We are not playing a short game

Chapter 16 is kicking my ass.

I’m grasping for clarity that’s slightly out of reach. The carburetor is there in pieces on the bench in front of me, cleaned, the right parts lightly coated with mechanics grease, and ready for assembly, but each time I try to put the machine back together, there’s an extra part or two that can’t find its home.

Publishing to an email list is usually considered a marketing activity. In The Expertise Incubator (TEI) we repurpose this activity to focus almost exclusively on cultivating future expertise value instead of current economic value.

That looks like this:

This means we may regularly forsake the convention of creating just enough subscriber value to support selling stuff and instead do something different: think by writing in full view of an email list.

To be clear, we may also do the sell to an email list thing. But rather than "sellin’ stuff" being the foundational assumption about what an email list is for, we play with that assumption and use our email lists for other purposes as well.

Thus today’s thinking-out-loud-about-chapter-16 email. 🙂

Chapter 16 is titled “We Are Not Playing A Short Game”. It’s about the timey wimey parts of expertise and earning trust.

The forcing function behind getting intentional about trust-building (half of the “marketing is earning visibility and trust” equation) is hitting some kind of trust ceiling. We’re doing good work, things are status quo, and then one day we want to do better work.

We want to move from implementation to advising.

We want bigger, more impactful projects.

We want our clients to trust us more so they can question and micromanage us less.

Something like that. We hit a trust ceiling, and we realize we need to earn a different kind of trust, or earn more trust. This might be the first time we really care about how trust works.

There’s this probably-oversimplified but still-useful model that divides consulting services into 2 categories: advice and implementation.

I don’t disagree with this model at all, but when you introduce the axis of time, it complicates things.

Let’s look at a Gartner hype cycle visualization and grab any example that is climbing up towards the peak of inflated expectations. Let’s go with “Composable Enterprise”. I have no idea what that is, and I’m going to resist searching for definitions and context because none of that really matters right now.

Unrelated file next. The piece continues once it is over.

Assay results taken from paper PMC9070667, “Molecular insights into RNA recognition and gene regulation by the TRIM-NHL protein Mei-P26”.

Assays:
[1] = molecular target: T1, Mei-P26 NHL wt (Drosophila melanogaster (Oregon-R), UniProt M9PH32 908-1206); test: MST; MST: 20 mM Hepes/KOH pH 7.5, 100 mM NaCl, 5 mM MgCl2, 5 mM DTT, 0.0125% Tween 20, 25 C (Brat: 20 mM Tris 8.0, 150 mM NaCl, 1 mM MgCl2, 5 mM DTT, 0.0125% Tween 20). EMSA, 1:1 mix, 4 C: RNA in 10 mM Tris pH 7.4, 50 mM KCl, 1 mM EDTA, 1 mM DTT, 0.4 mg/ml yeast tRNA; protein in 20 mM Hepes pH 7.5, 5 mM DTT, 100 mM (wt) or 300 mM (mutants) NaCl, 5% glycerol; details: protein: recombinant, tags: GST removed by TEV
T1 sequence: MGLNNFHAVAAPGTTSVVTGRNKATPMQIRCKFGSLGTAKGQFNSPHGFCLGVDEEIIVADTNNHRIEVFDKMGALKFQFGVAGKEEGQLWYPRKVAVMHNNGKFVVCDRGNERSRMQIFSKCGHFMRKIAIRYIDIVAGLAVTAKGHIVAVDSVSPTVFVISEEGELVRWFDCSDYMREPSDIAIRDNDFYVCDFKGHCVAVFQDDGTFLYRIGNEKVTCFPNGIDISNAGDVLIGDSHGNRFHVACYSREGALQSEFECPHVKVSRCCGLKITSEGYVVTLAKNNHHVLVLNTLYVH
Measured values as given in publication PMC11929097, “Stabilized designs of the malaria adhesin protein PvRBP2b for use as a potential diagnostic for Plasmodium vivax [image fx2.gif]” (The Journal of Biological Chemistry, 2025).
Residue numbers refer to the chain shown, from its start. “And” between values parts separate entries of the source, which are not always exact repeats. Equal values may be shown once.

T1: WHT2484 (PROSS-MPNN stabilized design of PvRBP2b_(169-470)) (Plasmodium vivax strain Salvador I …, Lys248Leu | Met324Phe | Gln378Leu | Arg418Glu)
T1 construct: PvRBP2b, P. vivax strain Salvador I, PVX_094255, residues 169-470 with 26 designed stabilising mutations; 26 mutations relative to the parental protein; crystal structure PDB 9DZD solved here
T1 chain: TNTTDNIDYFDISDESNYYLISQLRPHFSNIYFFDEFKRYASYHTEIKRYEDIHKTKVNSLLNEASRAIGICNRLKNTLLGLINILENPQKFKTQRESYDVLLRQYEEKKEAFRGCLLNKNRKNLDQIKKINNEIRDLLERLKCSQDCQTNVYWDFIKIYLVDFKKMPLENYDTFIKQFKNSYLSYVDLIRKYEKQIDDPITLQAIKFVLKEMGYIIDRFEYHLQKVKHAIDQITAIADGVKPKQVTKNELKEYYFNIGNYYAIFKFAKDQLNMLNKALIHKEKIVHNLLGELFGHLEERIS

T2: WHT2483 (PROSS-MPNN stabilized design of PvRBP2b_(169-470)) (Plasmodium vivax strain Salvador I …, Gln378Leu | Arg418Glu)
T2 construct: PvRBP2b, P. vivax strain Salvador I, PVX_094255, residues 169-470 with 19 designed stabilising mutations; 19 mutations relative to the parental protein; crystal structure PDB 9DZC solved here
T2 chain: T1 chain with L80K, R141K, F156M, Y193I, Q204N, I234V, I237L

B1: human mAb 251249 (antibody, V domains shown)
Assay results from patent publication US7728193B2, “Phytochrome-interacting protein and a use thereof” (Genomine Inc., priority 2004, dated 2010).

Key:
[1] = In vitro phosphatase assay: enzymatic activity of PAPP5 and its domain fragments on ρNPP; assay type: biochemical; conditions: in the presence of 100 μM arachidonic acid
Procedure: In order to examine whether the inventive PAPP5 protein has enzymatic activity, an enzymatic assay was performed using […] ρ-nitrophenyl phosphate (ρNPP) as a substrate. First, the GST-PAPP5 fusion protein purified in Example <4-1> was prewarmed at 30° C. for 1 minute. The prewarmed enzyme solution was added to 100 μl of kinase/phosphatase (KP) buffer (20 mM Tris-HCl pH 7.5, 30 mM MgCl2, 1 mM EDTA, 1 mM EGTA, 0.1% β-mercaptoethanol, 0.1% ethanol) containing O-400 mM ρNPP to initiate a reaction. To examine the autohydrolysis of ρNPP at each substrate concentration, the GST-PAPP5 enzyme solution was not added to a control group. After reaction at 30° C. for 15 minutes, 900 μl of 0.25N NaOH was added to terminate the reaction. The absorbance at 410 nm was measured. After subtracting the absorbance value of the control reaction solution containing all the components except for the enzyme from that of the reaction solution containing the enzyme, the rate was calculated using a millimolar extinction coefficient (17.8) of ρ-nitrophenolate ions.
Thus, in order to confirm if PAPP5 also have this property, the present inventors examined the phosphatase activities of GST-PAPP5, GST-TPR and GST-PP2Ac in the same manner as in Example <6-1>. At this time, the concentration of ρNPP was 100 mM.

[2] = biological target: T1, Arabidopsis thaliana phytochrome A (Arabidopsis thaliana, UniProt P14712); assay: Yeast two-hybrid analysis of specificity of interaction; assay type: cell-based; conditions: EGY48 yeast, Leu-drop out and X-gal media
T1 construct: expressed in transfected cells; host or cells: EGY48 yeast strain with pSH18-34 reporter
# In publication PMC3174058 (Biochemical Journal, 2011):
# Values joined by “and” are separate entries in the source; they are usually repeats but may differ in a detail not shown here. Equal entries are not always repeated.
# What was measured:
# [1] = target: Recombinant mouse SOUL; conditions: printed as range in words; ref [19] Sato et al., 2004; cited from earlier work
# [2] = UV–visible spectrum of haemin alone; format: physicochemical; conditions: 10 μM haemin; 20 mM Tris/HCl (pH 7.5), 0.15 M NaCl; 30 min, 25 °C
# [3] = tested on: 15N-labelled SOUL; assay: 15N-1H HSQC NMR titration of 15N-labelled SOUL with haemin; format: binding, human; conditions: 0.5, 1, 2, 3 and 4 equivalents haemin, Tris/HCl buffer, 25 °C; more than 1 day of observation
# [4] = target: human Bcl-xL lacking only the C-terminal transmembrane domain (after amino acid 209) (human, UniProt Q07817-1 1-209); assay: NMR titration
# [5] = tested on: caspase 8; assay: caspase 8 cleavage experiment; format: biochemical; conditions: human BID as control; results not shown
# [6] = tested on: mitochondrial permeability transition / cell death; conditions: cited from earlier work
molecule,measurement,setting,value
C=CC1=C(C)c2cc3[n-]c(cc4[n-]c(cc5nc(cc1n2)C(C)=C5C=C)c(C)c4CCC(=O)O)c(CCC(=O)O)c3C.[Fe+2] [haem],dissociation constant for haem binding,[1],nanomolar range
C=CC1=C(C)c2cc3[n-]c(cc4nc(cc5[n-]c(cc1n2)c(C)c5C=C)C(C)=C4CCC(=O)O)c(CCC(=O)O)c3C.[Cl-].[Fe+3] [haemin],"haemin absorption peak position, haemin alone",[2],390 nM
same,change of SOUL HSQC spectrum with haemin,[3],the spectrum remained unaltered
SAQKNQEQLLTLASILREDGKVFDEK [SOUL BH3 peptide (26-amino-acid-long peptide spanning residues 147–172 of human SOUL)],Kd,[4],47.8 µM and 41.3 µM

Let’s assume that the market has decided that Composable Enterprise is the next Digital Transformation. Let’s assume the market has decided this is a Big Deal and there need to be conferences and white papers and case studies and blog posts and podcasts and companies that are Doing It Right and companies that are Missing Out On The Next Big Thing and all of that. If this is true, then the market will have endorsed Composable Enterprise and it will henceforth be an Important Innovation.

If the market decides something is an Important Innovation, then there will be consultants and authorities who crystalize around this new Important Innovation.

Within the market, there will be a range of responses to this Important Innovation. There will be those who jump on it as early as humanly possible, even before the market endorses it as an Important Innovation. And at the other extreme, there will be those who resist integrating it as long as humanly possible.

Let’s further assume — we have to assume because we don’t know what the future holds for Composable Enterprise — that it takes 10 years for the innovation of Composable Enterprise to diffuse throughout the market. In year 1, those eager-to-adopt companies adopt the innovation, and by year 10, most of the holdouts have reluctantly adopted it.

In year 1, some nimble, hungry, enterprising consultants started learning everything they could about Composable Enterprise. They shared freely what they were learning and by so doing they filled an information gap in the market, and they became thought of by the market as authorities.

Their path to earning trust by being an authority is easier in year 1 than it would be in year 5 or year 10. In year 1, there is jack shit in terms of best practices and established norms around Composable Enterprise. It’s just this new thing that only a tiny part of the market is excited about. Those crazy kids will try anything, and they seem to have businesses that thrive on being in that always-innovating position in the market.

Everybody that adopts at a later stage is looking for something outside their business to help with adopting the innovation. My theory is that during the early but not very earliest parts of the Important Innovation’s lifecycle, businesses are seeking vision, inspiration, and clarity about direction. My theory is that’s what they want from their authorities at this early stage of the innovation’s lifecycle.